Since many of such quotations are from future publications within the narrative but outside the main story, it gives a sense of history to the whole thing; documents from different people and perspectives provide in-universe analysis that provokes thought and speculation on the part of the reader. It’s quite delicious, actually.
While the readily enjoyable parts for the Macross fan in me were the first six installments (covering the Macross arc of the series), a special kind of fun begins upon reading the Sentinels series (5 books) and The End of the Circle finale. These books form the impetus as to why any Macross fan should have fun reading.
These books are basically the continuing adventures of our favorite characters from Macross: Rick and Lisa (Hikaru and Misa), Britai, Max and Miriya and the rest. The SDF-3 was built around Britai’s flagship! Special mention goes to Minmay who I can’t decide if McKinney really loves or truly hates. It’s because she just keeps on getting sluttier and sluttier, to universal proportions at the very end.
My friend Mechafetish gave me this idea that the Robotech novels are the most delicious examples of fanfiction. I think I can really get behind this. The world of Robotech takes many of the canonical parts of Macross and throws it in a blender with Southern Cross and Genesis Climber Mospaeda and spices it with a cocktail of hallucinogenic drugs.
I’m not kidding, Protoculture itself is a mysterious power source that is part of universal evolution and transformation. It’s derived from the Invid Flower of Life whose very leaves are ingested (by Khyron — Kamjin in SDFM) as a hallucinogenic drug. When you reach The End of the Circle, the elements of evolution, transformation, music, and love are taken to such far out levels you can’t help but guffaw at the audacity and ridiculousness of it all.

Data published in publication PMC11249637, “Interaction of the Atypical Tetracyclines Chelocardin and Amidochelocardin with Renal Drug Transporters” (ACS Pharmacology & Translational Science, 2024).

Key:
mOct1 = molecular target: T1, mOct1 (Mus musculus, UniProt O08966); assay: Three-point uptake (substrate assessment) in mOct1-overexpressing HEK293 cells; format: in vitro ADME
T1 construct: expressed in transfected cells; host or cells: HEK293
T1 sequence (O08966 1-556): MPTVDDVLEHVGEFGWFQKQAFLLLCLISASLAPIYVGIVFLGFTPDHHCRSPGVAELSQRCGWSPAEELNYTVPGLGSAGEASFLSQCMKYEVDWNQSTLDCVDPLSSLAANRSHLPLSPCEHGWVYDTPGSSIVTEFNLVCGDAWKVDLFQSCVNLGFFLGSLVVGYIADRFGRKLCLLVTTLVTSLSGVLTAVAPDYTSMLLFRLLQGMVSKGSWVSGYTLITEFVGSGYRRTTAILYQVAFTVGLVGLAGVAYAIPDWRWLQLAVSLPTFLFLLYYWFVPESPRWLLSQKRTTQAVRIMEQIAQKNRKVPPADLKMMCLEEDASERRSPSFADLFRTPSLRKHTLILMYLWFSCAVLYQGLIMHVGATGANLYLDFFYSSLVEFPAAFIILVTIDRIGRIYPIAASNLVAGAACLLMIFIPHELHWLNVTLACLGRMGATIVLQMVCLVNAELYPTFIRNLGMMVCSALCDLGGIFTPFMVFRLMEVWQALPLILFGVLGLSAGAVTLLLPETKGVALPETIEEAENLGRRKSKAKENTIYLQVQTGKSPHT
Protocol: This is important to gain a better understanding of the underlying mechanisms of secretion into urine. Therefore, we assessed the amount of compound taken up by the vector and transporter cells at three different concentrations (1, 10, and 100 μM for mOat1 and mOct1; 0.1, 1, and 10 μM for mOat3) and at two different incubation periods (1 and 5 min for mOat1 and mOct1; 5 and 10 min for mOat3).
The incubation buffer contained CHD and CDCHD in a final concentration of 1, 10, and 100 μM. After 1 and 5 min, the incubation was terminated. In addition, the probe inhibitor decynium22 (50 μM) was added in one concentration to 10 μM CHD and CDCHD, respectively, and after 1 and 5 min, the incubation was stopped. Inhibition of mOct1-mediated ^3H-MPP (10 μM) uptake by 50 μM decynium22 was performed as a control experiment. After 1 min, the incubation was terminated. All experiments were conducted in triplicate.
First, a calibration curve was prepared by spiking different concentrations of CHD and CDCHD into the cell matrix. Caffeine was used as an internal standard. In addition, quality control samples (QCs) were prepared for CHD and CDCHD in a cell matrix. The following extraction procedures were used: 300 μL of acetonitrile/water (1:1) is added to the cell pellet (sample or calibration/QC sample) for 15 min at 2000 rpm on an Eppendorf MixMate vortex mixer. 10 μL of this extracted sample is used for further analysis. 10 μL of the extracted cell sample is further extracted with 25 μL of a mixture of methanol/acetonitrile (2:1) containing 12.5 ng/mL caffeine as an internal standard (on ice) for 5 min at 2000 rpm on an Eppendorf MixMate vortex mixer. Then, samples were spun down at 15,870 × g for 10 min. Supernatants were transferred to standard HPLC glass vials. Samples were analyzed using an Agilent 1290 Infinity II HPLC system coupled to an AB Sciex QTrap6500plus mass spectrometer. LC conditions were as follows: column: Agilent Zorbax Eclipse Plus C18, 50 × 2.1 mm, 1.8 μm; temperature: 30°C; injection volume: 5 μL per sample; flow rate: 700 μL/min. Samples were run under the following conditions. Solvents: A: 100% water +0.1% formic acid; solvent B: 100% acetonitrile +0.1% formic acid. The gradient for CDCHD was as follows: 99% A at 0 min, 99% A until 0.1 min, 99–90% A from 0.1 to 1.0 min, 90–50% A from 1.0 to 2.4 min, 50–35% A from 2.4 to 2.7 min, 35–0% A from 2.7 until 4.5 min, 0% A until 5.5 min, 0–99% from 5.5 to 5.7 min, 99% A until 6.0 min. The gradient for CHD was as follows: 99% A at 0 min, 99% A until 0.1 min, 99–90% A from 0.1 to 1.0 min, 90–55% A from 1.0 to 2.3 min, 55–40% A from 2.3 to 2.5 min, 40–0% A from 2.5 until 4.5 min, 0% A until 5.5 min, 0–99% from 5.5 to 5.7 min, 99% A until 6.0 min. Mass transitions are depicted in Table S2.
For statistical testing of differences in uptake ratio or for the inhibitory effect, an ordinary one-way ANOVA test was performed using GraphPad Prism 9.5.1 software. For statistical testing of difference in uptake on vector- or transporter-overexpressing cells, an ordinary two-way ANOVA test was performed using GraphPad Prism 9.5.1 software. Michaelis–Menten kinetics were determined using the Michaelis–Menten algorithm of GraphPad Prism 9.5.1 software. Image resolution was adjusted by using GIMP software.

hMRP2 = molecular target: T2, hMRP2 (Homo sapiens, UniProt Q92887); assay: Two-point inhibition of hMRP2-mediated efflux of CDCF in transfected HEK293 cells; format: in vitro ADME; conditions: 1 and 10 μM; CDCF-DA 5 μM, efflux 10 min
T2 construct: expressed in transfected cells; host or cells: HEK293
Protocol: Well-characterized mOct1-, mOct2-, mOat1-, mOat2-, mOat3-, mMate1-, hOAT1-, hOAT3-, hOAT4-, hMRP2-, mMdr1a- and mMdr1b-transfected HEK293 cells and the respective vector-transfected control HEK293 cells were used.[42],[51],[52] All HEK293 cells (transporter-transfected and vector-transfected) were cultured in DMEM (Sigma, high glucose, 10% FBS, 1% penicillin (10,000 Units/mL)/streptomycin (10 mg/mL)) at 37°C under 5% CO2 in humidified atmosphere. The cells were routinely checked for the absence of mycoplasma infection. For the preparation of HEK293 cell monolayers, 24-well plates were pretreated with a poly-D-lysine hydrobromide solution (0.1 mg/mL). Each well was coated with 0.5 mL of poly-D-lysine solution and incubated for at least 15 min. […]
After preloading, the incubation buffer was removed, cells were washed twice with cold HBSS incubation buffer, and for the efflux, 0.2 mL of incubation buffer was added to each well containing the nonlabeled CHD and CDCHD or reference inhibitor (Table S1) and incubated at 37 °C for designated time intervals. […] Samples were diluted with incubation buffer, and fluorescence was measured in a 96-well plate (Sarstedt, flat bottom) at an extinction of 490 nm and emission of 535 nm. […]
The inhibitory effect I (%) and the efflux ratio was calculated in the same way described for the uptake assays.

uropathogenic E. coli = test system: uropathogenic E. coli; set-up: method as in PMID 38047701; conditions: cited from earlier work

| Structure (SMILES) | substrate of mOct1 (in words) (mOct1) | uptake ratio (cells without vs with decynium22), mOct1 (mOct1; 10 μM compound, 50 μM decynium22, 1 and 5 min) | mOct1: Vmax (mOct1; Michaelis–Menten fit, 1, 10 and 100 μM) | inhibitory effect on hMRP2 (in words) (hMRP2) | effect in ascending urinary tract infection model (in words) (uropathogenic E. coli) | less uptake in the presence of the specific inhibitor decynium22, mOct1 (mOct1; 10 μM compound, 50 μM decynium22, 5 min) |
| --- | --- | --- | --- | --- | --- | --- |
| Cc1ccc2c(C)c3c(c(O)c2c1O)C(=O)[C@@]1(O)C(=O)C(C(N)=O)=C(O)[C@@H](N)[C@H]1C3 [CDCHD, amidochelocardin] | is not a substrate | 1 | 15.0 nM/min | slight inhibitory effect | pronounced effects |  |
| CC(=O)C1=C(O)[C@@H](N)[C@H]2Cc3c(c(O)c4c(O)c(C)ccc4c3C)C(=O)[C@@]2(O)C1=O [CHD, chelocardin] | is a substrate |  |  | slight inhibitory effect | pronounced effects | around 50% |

But I said ‘Not-Robotech,’ what do I mean by this? It’s because the novels are indeed so far out that they’ve been stricken by Harmony Gold from the canon! This makes me think of it as fanfic even more (I promise you I am laughing my ass off the whole time I’ve been writing this post). They still publish the books, and omnibus editions are available. Harmony Gold may not like them for its canon, but I’m sure they like money.
If you’re interested in speculative fanfiction, or just looking for unintentional lulz (there’s more than one way to enjoy these books) give these a try and you just may end up reading them ^9000 times over (maybe not, I just couldn’t get my hands on any actual Macross in the early 90s until Macross Plus came).